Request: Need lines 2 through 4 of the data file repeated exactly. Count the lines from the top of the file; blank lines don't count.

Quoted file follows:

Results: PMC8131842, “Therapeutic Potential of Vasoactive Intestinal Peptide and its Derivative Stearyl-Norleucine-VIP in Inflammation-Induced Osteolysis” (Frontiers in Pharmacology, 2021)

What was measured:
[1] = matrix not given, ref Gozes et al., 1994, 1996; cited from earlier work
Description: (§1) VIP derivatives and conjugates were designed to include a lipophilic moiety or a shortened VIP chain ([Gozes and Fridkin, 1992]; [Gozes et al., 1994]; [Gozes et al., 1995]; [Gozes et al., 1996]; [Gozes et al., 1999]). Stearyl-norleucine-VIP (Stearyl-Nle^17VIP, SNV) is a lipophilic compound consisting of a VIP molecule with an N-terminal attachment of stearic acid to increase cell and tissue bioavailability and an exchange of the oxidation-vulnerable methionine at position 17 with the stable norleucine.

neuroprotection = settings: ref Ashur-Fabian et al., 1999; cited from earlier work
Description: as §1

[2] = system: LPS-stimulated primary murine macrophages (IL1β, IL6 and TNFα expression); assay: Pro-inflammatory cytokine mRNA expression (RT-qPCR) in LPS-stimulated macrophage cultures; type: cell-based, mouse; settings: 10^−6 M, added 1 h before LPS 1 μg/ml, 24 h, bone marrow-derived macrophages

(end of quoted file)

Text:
What was measured:
[1] = matrix not given, ref Gozes et al., 1994, 1996; cited from earlier work
Description: (§1) VIP derivatives and conjugates were designed to include a lipophilic moiety or a shortened VIP chain ([Gozes and Fridkin, 1992]; [Gozes et al., 1994]; [Gozes et al., 1995]; [Gozes et al., 1996]; [Gozes et al., 1999]). Stearyl-norleucine-VIP (Stearyl-Nle^17VIP, SNV) is a lipophilic compound consisting of a VIP molecule with an N-terminal attachment of stearic acid to increase cell and tissue bioavailability and an exchange of the oxidation-vulnerable methionine at position 17 with the stable norleucine.